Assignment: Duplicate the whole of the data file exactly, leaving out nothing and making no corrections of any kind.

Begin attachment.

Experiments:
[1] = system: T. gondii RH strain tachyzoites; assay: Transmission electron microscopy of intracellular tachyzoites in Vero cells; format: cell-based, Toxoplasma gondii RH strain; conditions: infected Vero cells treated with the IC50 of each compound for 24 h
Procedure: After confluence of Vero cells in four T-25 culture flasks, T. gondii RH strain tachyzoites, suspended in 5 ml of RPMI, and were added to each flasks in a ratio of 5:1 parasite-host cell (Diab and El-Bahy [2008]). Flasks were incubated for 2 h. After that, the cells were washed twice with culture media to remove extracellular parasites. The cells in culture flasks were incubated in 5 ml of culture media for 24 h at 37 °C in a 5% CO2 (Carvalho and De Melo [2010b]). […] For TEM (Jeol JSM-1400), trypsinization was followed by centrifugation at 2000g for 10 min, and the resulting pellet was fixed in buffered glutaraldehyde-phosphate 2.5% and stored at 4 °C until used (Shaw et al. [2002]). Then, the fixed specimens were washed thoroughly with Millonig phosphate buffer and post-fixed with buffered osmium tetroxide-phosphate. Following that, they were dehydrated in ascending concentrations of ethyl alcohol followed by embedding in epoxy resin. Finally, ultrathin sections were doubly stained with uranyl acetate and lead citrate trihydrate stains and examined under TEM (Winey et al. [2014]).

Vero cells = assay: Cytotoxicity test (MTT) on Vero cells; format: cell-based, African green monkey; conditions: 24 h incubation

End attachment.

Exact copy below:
Experiments:
[1] = system: T. gondii RH strain tachyzoites; assay: Transmission electron microscopy of intracellular tachyzoites in Vero cells; format: cell-based, Toxoplasma gondii RH strain; conditions: infected Vero cells treated with the IC50 of each compound for 24 h
Procedure: After confluence of Vero cells in four T-25 culture flasks, T. gondii RH strain tachyzoites, suspended in 5 ml of RPMI, and were added to each flasks in a ratio of 5:1 parasite-host cell (Diab and El-Bahy [2008]). Flasks were incubated for 2 h. After that, the cells were washed twice with culture media to remove extracellular parasites. The cells in culture flasks were incubated in 5 ml of culture media for 24 h at 37 °C in a 5% CO2 (Carvalho and De Melo [2010b]). […] For TEM (Jeol JSM-1400), trypsinization was followed by centrifugation at 2000g for 10 min, and the resulting pellet was fixed in buffered glutaraldehyde-phosphate 2.5% and stored at 4 °C until used (Shaw et al. [2002]). Then, the fixed specimens were washed thoroughly with Millonig phosphate buffer and post-fixed with buffered osmium tetroxide-phosphate. Following that, they were dehydrated in ascending concentrations of ethyl alcohol followed by embedding in epoxy resin. Finally, ultrathin sections were doubly stained with uranyl acetate and lead citrate trihydrate stains and examined under TEM (Winey et al. [2014]).

Vero cells = assay: Cytotoxicity test (MTT) on Vero cells; format: cell-based, African green monkey; conditions: 24 h incubation